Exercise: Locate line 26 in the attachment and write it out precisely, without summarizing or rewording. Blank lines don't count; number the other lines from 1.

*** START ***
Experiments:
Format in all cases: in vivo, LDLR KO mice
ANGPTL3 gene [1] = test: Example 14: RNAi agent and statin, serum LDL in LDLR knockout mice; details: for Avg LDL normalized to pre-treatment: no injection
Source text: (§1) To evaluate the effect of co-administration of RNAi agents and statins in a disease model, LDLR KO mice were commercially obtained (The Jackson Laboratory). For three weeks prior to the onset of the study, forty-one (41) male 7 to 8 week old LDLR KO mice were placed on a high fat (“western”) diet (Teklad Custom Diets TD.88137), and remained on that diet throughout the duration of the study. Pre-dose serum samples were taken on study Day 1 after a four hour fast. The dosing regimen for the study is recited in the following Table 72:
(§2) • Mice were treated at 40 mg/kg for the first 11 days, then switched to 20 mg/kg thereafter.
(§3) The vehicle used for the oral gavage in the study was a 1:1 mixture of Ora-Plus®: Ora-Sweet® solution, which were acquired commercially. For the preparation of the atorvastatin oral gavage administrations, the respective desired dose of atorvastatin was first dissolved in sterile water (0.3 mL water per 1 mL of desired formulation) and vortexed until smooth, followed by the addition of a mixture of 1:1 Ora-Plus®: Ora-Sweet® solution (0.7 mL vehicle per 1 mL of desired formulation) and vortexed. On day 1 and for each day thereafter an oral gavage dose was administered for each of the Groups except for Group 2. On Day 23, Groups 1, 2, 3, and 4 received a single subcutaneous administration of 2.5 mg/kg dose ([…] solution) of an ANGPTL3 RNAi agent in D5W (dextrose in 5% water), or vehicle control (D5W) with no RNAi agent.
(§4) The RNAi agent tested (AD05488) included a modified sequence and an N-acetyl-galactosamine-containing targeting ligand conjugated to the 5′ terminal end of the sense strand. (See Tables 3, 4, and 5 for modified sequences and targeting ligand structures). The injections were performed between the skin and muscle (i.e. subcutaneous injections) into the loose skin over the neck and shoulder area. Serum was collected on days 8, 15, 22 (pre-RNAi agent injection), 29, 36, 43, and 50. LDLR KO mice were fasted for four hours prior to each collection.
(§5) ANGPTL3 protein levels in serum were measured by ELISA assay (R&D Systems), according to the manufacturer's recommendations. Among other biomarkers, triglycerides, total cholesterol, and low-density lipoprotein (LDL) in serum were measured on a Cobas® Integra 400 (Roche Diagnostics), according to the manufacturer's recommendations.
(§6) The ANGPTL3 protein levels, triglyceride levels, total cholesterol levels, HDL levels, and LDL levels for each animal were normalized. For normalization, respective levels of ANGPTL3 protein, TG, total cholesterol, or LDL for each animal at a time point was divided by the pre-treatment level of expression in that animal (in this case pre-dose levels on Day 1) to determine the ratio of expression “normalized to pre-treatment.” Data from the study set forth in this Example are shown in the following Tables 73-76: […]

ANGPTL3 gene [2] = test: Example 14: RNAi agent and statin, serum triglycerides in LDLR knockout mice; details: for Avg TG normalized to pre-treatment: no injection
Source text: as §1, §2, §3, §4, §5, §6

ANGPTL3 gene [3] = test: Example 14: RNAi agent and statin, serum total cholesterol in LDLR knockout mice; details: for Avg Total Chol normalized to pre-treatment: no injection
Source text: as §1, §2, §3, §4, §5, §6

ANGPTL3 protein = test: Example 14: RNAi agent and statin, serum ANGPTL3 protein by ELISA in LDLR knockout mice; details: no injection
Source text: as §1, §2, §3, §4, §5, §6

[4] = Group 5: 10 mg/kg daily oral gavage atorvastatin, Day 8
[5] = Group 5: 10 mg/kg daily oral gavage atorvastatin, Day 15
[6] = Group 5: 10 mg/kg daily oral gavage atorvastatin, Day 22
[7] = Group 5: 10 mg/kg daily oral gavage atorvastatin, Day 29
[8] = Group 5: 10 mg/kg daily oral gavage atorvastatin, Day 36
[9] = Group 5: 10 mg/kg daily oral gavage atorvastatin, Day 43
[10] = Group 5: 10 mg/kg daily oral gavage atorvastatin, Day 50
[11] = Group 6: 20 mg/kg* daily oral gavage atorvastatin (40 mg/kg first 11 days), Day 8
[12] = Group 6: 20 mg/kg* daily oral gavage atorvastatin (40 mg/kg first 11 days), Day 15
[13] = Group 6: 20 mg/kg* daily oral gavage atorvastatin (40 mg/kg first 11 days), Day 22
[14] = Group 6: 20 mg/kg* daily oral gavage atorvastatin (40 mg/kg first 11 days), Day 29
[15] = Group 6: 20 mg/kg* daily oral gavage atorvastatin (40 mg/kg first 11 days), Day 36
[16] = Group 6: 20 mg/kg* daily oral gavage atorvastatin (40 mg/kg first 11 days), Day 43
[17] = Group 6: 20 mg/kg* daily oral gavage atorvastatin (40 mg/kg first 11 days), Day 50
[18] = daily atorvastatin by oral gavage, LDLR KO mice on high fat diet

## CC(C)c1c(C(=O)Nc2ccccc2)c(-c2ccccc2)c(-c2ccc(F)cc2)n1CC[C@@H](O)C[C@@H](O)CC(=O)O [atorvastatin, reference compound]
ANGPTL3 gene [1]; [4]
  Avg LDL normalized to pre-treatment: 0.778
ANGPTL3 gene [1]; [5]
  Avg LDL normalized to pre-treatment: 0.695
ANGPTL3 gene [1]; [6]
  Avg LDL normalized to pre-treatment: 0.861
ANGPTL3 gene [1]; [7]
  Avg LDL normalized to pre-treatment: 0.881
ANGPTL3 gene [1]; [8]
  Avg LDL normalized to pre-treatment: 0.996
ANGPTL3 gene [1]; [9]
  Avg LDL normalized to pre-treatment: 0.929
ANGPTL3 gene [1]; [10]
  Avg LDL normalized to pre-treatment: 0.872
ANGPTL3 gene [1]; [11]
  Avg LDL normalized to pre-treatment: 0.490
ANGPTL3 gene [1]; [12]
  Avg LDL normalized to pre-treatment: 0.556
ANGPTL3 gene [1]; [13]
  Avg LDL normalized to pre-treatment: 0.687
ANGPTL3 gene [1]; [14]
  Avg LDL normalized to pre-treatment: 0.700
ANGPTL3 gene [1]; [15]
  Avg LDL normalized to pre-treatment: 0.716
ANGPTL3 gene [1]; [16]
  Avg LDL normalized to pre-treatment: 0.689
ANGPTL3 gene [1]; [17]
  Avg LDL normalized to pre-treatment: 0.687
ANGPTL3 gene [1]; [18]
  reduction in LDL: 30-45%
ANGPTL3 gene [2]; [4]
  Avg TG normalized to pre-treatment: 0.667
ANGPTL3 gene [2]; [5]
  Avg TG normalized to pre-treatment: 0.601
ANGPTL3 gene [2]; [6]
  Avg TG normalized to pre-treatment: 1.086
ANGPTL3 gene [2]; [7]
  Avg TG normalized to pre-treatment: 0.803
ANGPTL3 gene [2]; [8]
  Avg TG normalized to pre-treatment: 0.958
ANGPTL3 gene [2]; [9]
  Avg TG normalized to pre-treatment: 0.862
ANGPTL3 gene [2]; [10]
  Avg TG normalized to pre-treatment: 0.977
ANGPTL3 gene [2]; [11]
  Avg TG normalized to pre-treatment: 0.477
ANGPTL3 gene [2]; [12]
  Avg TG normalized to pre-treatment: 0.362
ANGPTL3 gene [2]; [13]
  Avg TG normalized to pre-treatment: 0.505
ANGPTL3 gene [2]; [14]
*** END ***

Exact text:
[14] = Group 6: 20 mg/kg* daily oral gavage atorvastatin (40 mg/kg first 11 days), Day 29